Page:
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  • Plant-Derived Smoke Influences Germination of Native and Invasive Plant Species
  • Joe Bennett, corresponding author and Lora Perkins

Plant-derived smoke stimulates seed germination in many fire-prone ecosystems (Keeley 1987, Abella 2006). Historically, the northern Great Plains experienced frequent fire return intervals between five and ten years (Vinton et al. 1993, Umbanhowar Jr. 1996). Current land use changes including conversion to agriculture, changes in grazing regimes, and the cessation of anthropogenic burning has resulted in a reduction in fire occurrence (Samson and Knopf 1994, Ryan et al. 2013). This reduction in fires may have consequences for seed germination and plant community dynamics (Abella et al. 2007, Barnes et al. 1983, Van Staden et al. 2006).

Seed germination is known to be influenced by fire and smoke (Abella et al. 2007, Van Staden et al. 2006) although responses are species specific (Tieu et al. 2001, Gashaw and Michelsen 2002, Ooi et al. 2006, Nelson et al. 2009, Dayamba et al. 2010). Fire, and the smoke derived from fire, can break dormancy, increase total germination, and increase germination rate through temperature changes (i.e., heat shock), and release of chemical compounds such as nitrates, nitric oxides, and butenolides (Dixon et al. 1995, Blank and Young 1998). For example, germination rates in four Brassicaceae weeds have been found to be 26%–400% higher than control rates once exposed to aerosol fire and aqueous smoke solution (smoke-water; Mojzes and Kalapos 2014). Fire can increase seedling performance after germination through the removal of aboveground biomass, creating available nutrients, space, and other resources that can be utilized by newly-germinated seedlings (Chou et al. 2012).

The species-specific response of seeds to smoke (Adkins and Peters 2001, Rokich et al. 2000, Dayamba 2010) has potential to impact species composition and successional trajectory (Hanes 1971, Ewing and Engle 1988, Keeley 1991, Scheiter et al. 2012). Cool-season and warm-season species may have divergent responses to fire seasonality (Ewing and Engle 1988, Toderich et al. 2007, Scheiter et al. 2012). If a fire stimulates germination too early in the growing season, seedlings may not have adequate resources or suitable environmental conditions to survive (Ooi et al. 2006, Walck et al. 2011). This effect has been observed for species in the northern Mixed-grass Prairie (Walck et al. 2011) and cool-season grasses (Benson and Hartnett 2006). Further, heat shock or smoke-derived chemical cues from early spring fires can cause warm season grass seeds to germinate early in the growing season when climatic conditions are not adequate for plant growth (Ooi et al. 2006). Contrary to the former, if fires stimulate germination in cool season grasses too early in the season, climatic conditions and perturbation may reduce seeding survival (Benson and Hartnett 2006). Thus, timing of fire can have adverse effects on overall biomass production, life cycles, and population dynamics of warm-season species (Benson and Hartnett 2006).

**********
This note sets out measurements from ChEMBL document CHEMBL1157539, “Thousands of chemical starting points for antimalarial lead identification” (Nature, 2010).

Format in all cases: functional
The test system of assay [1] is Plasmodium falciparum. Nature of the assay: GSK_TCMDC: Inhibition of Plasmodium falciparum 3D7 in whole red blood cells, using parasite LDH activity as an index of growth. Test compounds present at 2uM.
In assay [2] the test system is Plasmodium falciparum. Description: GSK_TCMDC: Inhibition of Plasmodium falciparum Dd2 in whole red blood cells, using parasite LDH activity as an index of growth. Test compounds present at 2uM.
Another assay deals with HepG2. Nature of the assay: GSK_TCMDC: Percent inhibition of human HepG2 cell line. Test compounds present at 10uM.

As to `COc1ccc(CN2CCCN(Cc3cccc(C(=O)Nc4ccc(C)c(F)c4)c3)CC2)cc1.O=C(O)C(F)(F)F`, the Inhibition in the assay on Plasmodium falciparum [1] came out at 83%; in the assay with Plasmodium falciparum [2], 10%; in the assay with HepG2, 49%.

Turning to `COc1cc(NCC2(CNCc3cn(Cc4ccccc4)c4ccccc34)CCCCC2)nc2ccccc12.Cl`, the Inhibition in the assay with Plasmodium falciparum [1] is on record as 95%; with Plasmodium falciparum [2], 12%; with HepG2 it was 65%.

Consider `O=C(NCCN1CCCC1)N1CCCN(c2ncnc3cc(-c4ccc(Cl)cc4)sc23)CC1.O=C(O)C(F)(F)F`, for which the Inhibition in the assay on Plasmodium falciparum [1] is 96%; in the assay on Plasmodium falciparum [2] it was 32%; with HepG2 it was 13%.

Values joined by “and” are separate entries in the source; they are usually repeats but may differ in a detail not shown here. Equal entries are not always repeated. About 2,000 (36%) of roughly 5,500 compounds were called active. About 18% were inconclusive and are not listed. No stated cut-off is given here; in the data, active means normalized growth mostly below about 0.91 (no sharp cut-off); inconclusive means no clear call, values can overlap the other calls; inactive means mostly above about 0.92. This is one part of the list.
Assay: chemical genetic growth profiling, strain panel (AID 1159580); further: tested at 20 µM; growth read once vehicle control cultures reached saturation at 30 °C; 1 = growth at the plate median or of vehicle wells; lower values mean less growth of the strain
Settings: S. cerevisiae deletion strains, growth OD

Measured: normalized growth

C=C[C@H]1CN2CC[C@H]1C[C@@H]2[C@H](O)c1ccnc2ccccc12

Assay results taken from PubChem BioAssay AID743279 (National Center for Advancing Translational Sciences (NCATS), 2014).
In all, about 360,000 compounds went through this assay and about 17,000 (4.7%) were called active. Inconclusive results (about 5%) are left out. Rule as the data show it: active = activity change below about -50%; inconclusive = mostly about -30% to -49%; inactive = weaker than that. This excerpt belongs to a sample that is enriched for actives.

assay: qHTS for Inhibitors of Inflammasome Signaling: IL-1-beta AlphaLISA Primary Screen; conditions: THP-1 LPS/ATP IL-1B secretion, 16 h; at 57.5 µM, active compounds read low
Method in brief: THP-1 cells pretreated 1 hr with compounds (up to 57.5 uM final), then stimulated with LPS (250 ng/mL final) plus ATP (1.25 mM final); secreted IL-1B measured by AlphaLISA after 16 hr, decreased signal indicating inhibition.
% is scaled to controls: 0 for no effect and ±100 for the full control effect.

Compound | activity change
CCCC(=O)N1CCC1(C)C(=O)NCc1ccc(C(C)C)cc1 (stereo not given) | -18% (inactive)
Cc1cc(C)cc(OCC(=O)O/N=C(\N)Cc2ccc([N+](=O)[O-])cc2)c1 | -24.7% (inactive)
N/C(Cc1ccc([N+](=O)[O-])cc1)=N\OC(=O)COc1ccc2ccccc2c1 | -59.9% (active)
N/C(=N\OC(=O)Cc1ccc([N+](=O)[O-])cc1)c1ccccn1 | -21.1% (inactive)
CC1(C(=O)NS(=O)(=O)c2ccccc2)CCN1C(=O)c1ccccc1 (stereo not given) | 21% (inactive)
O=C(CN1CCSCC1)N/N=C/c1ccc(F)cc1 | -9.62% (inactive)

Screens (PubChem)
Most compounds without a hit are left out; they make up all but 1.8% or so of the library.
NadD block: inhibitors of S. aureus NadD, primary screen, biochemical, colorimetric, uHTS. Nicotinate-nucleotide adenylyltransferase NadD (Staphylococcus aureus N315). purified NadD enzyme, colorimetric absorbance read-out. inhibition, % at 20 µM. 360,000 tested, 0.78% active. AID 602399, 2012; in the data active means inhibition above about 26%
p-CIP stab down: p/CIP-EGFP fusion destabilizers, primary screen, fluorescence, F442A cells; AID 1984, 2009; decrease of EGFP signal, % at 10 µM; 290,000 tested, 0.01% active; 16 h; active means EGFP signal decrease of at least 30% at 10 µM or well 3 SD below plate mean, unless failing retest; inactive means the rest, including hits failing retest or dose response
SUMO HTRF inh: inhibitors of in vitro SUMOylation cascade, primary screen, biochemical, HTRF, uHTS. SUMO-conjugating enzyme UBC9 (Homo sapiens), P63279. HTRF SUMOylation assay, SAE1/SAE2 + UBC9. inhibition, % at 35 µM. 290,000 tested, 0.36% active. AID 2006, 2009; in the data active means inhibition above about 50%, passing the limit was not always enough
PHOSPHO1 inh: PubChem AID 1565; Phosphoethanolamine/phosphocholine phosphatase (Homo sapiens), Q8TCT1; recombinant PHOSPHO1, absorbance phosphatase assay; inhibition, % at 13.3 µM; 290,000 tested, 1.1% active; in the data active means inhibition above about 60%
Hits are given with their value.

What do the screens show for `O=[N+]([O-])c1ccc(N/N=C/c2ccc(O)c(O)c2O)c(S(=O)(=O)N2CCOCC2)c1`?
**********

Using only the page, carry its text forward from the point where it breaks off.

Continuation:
The purpose of this study was to examine how exposure to two different types of plant-derived smoke (grass smoke and wood smoke) affects the germination of common native and invasive plants found in the northern Great Plains. First, we hypothesize that smoke (both grass-derived and wood-derived) will increase total germination. Second, we hypothesize that wood-derived smoke will influence germination differently than will grass-derived smoke. Lastly, we hypothesize that native and non-native plants will respond differently to the exposure to the two plant-derived smoke treatments.

We evaluated effects of grass-derived and wood-derived smoke on germination of ten native and invasive plant species found in the northern Great Plains. A total of 100 seeds/species (five replicates of 20 seeds per species) were exposed to each smoke treatment: grass-derived, wood-derived, or no smoke (control). Species included native grasses: Andropogon gerardii (big bluestem), Bouteloua curtipendula (sideoats grama), Elymus canadensis (Canada wildrye), and Pascopyrum smithii (western wheatgrass); invasive grasses: Agropyron cristatum (crested wheatgrass), [End Page 205] Bromus inermis (smooth brome), Psathyrostachys juncea (Russian wildrye), Poa pratensis (Kentucky bluegrass); and native forbs: Symphyotrichum ericoides (white heath aster), Dalea candida (white prairie clover), Echinacea angustifolia (blacksamson echinacea), and Geum triflorum (prairie smoke). Using a bee-keeper's smoker, we applied dense smoke...


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